American Heritage® Dictionary of the English Language, Fourth Edition
- n. A linguistic feature of Yiddish, especially a Yiddish idiom or phrasing that appears in another language.
“What Yiddishism for the male sexual organ was in that list other than “schmeckle”?”
“Steve: What Yiddishism for the male sexual organ was in that list other than “schmeckle”?”
“Yiddishism or no Yiddishism, this must count as one of the most affirmative and masculine sentences ever set down.”
“Ah-ha, you fell for my clever trap, inserting another Yiddishism into my explanation of the first one.”
“Though some noodges will dispute this, in the Yiddishism the oo is pronounced as in look rather than the oo in stooge.”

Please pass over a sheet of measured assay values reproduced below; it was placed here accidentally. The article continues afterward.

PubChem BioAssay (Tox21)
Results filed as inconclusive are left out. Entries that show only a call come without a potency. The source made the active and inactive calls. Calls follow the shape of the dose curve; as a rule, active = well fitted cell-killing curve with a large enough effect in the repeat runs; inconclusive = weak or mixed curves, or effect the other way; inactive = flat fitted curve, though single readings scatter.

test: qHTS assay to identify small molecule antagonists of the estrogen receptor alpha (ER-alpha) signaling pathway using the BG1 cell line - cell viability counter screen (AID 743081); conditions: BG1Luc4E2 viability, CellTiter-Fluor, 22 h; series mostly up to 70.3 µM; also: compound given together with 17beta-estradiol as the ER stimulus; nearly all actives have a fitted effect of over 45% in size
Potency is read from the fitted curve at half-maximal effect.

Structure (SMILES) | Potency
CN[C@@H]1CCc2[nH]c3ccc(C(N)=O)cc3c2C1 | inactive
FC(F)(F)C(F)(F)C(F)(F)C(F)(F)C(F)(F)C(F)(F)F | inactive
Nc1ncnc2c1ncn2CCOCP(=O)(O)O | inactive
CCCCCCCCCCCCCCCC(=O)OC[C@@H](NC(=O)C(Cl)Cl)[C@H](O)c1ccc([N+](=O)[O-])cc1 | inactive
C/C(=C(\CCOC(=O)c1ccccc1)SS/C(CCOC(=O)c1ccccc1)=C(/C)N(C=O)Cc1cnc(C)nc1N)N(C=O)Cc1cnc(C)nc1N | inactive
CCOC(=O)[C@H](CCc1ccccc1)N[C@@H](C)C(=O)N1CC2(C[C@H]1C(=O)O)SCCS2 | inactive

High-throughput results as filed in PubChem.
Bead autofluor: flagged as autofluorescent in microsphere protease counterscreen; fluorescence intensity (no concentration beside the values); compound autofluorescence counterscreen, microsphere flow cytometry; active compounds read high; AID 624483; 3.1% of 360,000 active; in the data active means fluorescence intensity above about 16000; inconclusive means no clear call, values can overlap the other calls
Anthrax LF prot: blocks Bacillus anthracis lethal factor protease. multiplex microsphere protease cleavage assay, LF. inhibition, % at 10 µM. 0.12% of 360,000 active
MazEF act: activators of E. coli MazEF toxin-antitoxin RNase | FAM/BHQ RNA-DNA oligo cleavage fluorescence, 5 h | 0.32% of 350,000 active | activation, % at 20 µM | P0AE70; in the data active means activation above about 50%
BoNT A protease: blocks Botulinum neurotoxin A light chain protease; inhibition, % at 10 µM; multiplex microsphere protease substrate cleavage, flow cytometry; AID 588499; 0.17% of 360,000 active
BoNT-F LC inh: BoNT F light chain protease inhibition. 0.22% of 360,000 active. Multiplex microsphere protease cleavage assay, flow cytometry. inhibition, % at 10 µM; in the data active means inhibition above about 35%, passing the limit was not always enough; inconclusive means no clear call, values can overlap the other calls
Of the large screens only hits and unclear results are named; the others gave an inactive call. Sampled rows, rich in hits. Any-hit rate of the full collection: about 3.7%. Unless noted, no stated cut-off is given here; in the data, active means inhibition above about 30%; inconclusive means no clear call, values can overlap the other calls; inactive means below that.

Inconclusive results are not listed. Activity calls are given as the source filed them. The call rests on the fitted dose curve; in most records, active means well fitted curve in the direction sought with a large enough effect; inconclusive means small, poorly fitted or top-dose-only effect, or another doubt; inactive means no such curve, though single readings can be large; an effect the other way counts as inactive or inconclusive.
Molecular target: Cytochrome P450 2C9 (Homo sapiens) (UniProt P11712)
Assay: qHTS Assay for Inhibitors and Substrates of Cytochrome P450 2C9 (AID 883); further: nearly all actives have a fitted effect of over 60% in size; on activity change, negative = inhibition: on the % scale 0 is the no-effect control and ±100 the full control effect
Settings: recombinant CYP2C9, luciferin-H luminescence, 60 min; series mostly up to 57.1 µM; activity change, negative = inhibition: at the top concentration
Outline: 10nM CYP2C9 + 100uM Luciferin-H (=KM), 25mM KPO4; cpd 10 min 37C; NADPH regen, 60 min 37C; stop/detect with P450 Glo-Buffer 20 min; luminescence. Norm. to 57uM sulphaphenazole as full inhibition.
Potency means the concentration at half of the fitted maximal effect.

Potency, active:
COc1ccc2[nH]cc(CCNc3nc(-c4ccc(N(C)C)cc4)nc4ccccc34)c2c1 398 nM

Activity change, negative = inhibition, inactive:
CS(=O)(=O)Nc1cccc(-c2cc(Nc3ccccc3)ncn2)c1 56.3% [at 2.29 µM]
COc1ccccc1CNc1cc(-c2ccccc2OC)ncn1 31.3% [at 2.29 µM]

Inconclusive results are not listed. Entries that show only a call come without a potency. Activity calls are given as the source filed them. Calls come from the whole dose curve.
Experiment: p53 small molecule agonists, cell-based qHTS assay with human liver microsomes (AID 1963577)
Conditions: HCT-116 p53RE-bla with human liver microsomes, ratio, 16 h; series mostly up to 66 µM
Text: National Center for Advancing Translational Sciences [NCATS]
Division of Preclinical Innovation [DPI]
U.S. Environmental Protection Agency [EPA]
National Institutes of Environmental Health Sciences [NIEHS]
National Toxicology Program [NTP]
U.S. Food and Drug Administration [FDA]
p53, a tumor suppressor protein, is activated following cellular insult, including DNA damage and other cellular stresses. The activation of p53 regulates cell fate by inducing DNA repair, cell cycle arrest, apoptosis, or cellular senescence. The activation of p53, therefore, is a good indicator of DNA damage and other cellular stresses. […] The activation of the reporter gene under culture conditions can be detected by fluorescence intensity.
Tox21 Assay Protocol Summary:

“Lieberman used the Yiddishism shtick to mean “comic routine; line of patter.””
“Having used the Yiddishism noodge, a noun meaning “pest, annoying nag, persistent complainer,” Lieberman went on to confuse the assembled glitterati by using the English verb nudge as if it were interchangeable with the Yiddish noun: “We will nudge you, but we will never become censors.””
“Synonymous with jerk or the more recent nerd, shnook is an Americanized Yiddishism probably derived from the German Schnucke, “a small or weak sheep.””
“The use of that apparent Yiddishism in covering an Arab event struck me as amusing.”
“The Yiddishism shnook is not derived from German Schnucke, “a small or weak sheep.””
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